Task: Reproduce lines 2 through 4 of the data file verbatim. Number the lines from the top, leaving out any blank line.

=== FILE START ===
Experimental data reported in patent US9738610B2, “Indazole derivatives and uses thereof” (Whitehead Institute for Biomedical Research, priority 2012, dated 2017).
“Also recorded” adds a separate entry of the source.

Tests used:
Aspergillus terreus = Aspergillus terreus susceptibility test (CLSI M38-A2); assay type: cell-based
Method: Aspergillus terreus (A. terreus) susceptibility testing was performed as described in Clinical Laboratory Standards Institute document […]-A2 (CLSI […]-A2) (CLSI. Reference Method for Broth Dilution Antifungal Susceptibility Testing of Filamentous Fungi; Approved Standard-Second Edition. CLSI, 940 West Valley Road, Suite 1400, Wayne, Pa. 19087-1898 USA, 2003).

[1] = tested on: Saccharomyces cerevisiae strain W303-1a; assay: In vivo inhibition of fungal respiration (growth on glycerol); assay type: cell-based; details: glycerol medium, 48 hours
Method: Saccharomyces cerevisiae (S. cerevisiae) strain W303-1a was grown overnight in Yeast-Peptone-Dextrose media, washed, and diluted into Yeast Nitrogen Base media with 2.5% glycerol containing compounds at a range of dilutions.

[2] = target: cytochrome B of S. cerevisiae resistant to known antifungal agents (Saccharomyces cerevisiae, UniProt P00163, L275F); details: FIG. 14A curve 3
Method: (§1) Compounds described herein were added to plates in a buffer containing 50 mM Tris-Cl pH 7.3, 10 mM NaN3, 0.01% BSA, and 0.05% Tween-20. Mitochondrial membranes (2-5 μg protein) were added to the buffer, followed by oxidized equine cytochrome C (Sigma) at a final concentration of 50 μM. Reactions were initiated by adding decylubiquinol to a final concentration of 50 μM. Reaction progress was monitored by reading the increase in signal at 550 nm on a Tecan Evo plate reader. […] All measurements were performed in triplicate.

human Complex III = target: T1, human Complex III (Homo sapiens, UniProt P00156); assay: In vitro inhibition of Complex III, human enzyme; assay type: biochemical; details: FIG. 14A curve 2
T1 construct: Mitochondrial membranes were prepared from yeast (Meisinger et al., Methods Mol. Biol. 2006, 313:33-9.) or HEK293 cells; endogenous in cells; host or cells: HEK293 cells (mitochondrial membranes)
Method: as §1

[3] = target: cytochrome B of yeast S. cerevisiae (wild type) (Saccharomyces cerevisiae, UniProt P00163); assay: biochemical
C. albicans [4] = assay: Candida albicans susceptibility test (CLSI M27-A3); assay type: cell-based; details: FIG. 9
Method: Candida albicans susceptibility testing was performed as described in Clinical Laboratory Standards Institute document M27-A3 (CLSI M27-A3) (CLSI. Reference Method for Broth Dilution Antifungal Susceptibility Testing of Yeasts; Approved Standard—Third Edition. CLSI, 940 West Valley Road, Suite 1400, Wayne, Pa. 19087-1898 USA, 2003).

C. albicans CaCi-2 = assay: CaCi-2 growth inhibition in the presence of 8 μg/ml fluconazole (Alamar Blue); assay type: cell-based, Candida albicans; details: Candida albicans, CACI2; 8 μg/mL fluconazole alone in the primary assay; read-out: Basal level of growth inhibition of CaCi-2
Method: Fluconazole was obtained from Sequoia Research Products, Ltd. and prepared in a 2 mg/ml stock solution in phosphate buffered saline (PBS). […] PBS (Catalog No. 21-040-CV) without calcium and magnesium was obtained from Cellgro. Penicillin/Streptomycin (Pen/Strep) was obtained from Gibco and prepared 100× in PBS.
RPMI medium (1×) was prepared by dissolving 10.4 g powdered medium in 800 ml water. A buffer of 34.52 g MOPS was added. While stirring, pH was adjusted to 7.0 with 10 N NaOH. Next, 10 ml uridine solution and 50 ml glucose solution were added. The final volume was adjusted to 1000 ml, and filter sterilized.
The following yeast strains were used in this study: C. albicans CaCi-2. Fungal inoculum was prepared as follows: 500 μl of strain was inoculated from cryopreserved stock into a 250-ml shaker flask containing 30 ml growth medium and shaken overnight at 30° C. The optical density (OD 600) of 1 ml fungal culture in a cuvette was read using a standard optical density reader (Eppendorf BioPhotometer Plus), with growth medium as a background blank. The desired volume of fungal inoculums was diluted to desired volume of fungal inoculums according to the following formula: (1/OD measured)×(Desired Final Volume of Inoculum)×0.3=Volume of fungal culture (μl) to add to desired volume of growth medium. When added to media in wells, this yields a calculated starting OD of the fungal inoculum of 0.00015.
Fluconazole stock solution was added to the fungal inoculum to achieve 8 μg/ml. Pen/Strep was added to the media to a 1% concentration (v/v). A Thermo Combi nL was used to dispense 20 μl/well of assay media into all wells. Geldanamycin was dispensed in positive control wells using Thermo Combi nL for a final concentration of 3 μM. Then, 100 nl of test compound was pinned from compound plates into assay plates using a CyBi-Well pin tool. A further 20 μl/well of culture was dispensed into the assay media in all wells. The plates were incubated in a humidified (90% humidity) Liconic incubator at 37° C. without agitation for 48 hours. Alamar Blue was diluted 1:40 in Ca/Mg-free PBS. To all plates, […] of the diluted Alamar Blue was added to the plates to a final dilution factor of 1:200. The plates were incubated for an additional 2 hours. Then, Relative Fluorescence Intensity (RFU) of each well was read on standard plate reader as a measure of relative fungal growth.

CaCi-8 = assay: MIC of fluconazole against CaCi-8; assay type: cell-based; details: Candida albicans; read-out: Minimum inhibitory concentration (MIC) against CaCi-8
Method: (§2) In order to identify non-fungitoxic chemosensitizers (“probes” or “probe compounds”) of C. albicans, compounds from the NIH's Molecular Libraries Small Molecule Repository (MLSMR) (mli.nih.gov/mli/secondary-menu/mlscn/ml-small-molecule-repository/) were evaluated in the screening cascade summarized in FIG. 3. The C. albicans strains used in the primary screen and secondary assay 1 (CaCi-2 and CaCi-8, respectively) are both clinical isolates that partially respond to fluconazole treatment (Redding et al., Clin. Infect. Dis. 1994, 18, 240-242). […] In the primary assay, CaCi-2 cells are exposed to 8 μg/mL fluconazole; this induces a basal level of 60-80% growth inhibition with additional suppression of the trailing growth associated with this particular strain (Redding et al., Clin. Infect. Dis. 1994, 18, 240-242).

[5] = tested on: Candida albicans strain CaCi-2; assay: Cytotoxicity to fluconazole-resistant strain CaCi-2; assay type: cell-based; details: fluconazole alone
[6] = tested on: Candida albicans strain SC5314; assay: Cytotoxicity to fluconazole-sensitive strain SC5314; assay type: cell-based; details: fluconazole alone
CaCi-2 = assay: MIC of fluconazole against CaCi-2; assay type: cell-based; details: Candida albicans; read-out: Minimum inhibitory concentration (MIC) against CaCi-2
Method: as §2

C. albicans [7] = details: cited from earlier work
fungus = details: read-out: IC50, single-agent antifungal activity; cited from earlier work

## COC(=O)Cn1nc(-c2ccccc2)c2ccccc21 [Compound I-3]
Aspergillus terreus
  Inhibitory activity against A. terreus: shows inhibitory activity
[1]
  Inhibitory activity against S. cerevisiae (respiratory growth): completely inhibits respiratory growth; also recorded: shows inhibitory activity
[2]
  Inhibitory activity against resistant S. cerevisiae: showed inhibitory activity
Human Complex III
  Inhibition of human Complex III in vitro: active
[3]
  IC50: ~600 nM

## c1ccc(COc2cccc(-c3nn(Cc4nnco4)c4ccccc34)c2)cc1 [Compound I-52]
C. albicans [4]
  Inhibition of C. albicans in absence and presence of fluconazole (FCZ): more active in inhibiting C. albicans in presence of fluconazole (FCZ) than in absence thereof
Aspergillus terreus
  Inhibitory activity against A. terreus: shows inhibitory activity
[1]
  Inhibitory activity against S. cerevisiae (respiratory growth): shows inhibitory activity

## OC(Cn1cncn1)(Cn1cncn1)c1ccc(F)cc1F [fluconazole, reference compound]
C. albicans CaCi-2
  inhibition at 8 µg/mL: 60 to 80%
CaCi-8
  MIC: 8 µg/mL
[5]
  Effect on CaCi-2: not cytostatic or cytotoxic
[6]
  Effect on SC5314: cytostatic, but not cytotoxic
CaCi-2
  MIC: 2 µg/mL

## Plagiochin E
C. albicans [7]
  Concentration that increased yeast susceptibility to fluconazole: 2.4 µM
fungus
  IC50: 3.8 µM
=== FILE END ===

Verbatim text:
“Also recorded” adds a separate entry of the source.

Tests used:
Aspergillus terreus = Aspergillus terreus susceptibility test (CLSI M38-A2); assay type: cell-based